A Judith SISSON is of documentary record as settled in Warwick County, Virginia, in 1645. From "Cavaliers and Pioneers" by Nugent, Vol 1, p 158, "Judeth Session is one of 17 trans. by patent in Warwick Co. dated 25 Oct 1637 by Zachary Cripps." The 1645 date may imply that she was widow or daughter of the Geo. SISSON who sailed for Virginia earlier.

[Miscellaneous SISSONs of Virginia and Maryland in the 17th century include:]

[Note: Apr 2003.  Some of the following information has been updated or is in the process of being updated since this was posted.]

1. Maryland: James SISSON, son of Jane Delahay who was the wife of John Delahay. John Delahay immigrated to Maryland in 1661; his wife Jane Delahay and her son James SISSON were transported to Maryland in 1661. [Speculation: Jane perhaps married first a SISSON and had James, and married second John Delahay. No further record of a James SISSON in Maryland (last checked in Aug 1980). Perhaps James changed his name to Delahay? Went back to Virginia when of age?]

2. Maryland: Elizabeth Sissions. Transported to Maryland in 1675.

3. Maryland: Benjamin Sison. Mentioned in the will of his brother, John Sison; this will probated 24 Feb 1659 Anne Arundel County, Maryland.

4. Maryland: Alice Sisons. Widow of Edward Sisons. Her will probated 3 Jan 1706 St Marys County. Formerly married to [___?___] Tunill, by whom she had at least two sons; no Sison male issue in 1706 is mentioned in her will.

p 14: Robert SISSON (2) appears as already a man of substance by the middle of the 17th century. (Lancaster County Record Book 2, p 110, Fleet's Vol 1) [Robert was born at least by 1635 when "Colonel Jo Carter had attachment dated 16 May 1656 for Lamberthson who had left the county . . . indebtedness against Lambert . . . attachment to cover debt . . . hands of Wm Wright and Robt SISSON 300 lbs tobacco." [If Robert was 21 yrs old in 1656, he was born in or before 1635.]

p 14: Captain John SISSON (2) appears as an officer in the royal colonial army and the comrade of wealthy tobacco planters and large landholders of the Tidewater region. Capt. Cornelius Howard, a brother army officer and himself a wealthy planter on the Severn River, . . . in his will affectionately names "Capt John SISSON" as "my brother" (i.e., in friendship) and appointed him executor of his will . . . dated in 1663 (Ref: "Founders of Anne Arundel and Howard Counties, Maryland" J.D. Warfield, ed., [Baltimore: Kohr & Pollock, 1905]).

[John Sison married, probably in Virginia, Frances Gorsuch, daughter of Rev John Gorsuch. In 1659, John and his wife Frances immigrated to Maryland. In 1660 his daughter Joane was transported to Maryland. John Sison's will, probated 16 Mary 1663 in Anne Arundel County, names wife Frances, eldest daughter Jean Sison, daughter Eliza Sison, brother Benjamin Sison, brother Cornelius Howard (i.e., brother-in-law) . . . John's wife's Frances Gorsuch's sister Elizabeth Gorsuch Howard, the wife of Cornelius Howard. The land of Jane and Elizabeth SISSON is included in the Maryland Rent Rolls of Baltimore and Anne Arundel Counties in 1666 and 1667.]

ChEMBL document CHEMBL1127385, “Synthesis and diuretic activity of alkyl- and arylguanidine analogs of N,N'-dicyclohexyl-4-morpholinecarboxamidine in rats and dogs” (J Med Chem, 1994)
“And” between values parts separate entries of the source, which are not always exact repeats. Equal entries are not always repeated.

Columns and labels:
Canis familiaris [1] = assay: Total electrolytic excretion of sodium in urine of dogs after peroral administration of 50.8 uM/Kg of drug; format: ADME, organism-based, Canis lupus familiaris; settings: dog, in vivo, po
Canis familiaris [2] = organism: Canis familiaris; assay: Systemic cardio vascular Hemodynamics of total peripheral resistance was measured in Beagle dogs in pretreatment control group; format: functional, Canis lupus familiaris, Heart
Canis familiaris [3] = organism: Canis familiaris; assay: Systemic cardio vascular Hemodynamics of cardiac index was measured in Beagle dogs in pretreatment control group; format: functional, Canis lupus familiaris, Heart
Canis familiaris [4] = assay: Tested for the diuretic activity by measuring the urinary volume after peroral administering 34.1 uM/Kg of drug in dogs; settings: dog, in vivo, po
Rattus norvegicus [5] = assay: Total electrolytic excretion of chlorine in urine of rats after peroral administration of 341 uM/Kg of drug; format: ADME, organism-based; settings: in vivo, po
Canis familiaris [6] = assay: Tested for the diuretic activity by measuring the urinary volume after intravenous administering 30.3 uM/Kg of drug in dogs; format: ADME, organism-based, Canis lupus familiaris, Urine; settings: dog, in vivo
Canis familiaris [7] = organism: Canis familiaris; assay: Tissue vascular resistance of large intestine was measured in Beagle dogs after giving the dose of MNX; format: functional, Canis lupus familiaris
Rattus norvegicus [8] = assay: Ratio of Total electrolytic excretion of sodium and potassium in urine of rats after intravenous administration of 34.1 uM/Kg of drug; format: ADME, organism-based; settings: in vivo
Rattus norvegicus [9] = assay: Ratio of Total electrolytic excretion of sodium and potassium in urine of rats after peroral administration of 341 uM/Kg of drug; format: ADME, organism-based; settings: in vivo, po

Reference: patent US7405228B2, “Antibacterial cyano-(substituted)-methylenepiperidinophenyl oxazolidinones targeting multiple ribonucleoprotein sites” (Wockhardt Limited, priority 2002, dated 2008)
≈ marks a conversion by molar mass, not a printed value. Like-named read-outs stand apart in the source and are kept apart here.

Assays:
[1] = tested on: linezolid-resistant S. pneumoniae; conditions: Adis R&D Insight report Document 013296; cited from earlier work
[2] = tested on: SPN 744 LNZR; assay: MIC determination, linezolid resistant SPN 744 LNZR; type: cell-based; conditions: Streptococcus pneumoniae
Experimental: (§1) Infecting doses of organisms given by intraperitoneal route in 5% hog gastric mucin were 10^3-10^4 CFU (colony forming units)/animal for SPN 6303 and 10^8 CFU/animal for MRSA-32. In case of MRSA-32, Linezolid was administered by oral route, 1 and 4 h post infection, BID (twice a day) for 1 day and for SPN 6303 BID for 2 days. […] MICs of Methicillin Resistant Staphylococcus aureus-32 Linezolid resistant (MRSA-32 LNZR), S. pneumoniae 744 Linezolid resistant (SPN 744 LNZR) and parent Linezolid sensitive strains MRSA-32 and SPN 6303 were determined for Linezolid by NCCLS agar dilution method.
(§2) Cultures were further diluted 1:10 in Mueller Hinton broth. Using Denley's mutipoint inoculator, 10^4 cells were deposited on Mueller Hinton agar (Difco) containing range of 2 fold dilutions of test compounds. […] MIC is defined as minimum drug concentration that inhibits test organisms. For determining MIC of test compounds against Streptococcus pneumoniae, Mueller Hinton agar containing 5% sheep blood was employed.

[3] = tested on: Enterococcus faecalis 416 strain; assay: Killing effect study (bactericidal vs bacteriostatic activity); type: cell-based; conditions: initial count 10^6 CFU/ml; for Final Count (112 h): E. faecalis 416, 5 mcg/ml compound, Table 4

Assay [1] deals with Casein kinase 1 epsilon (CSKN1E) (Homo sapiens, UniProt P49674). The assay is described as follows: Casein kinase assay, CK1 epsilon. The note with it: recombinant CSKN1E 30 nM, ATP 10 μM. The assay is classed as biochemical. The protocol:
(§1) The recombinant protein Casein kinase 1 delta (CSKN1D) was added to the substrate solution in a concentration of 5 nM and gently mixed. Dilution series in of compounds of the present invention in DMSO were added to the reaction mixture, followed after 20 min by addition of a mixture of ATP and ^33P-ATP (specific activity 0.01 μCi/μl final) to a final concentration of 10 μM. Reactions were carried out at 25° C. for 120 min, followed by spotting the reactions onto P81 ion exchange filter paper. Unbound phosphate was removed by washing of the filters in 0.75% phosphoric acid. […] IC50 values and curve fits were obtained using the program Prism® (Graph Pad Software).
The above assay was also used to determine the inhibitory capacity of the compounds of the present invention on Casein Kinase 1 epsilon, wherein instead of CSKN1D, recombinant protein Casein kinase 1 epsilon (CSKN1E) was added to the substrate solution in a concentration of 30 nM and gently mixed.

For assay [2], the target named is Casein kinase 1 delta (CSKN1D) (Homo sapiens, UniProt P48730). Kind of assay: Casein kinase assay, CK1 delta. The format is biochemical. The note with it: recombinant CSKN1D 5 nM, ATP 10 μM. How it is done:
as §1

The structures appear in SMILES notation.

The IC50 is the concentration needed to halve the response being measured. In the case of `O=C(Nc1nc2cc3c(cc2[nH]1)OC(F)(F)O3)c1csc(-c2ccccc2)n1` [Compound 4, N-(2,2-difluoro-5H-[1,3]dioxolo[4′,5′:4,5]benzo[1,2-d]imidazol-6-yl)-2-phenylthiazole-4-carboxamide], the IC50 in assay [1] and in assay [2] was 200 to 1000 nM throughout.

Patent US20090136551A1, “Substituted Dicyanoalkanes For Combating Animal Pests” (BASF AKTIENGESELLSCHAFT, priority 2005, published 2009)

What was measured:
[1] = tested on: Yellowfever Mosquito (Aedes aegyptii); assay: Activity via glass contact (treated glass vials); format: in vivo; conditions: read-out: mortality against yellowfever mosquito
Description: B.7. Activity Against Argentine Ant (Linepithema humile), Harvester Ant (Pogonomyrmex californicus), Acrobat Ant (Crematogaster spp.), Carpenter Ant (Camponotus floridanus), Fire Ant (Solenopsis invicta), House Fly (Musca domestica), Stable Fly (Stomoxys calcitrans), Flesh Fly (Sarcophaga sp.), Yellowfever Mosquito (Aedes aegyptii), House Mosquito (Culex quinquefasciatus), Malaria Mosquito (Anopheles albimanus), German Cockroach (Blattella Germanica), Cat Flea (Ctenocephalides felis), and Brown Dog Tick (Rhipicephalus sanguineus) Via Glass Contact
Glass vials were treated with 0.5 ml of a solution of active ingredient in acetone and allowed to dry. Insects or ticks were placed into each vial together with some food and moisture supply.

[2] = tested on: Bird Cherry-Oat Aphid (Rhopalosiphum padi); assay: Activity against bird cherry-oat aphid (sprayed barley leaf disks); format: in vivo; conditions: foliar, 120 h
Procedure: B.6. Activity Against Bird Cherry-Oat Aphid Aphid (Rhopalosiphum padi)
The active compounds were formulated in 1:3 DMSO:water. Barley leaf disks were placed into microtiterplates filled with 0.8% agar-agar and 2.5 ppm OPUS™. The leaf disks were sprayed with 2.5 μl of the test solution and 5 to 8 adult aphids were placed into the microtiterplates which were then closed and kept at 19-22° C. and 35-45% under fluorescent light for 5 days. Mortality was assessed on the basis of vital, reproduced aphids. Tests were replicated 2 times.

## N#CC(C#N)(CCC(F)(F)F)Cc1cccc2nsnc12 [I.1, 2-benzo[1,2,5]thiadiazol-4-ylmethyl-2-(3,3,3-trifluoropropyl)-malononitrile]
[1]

p 15: Nicholas SISSON (2), brother of Mary and Daniel, and presumably son of Thomas (1), resided in Westmoreland County. He married and among other children had a son who married into the famous French-Huguenot Muse family of Virginia, as did several generations of SISSONs thereafter. (Ref: Virginia Magazine of History and Biography, v 31, published by the Virginia Historical Society of Richmond, 1923)

p 15: Daniel SISSON (2) resided in Westmoreland County. He received a bequest in the will of James Baldridge, dated Nov 28, 1658, probated Jan 10, 1659. Later he removed to Appomattox County. He married and among other offspring had Frances Butler SISSON. He was famous as an official interpreter to the Indians, but being unschooled, had to sign his name with an "x."

[Note: Dorman spells Daniel's surname as Lisson in his works, so Daniel may not really have been a SISSON. Dorman appears to have been a learned man.]

p 15: Mary SISSON (2), sister of Daniel and presumably daughter of Thomas (1), lived in Westmoreland County. Before 1660 she married Nathaniel Pope, Jr, second son of the famous Col. Nathaniel and Lucy Pope, of Westmoreland County, to whom she bore an only son, Nathaniel III.

[Mary subsequently became the wife of William Bridges, Lewis Nicholas, David Whitliffe/Wickliffe, and John Rosier, and had children by Nicholas and Whitliffe.]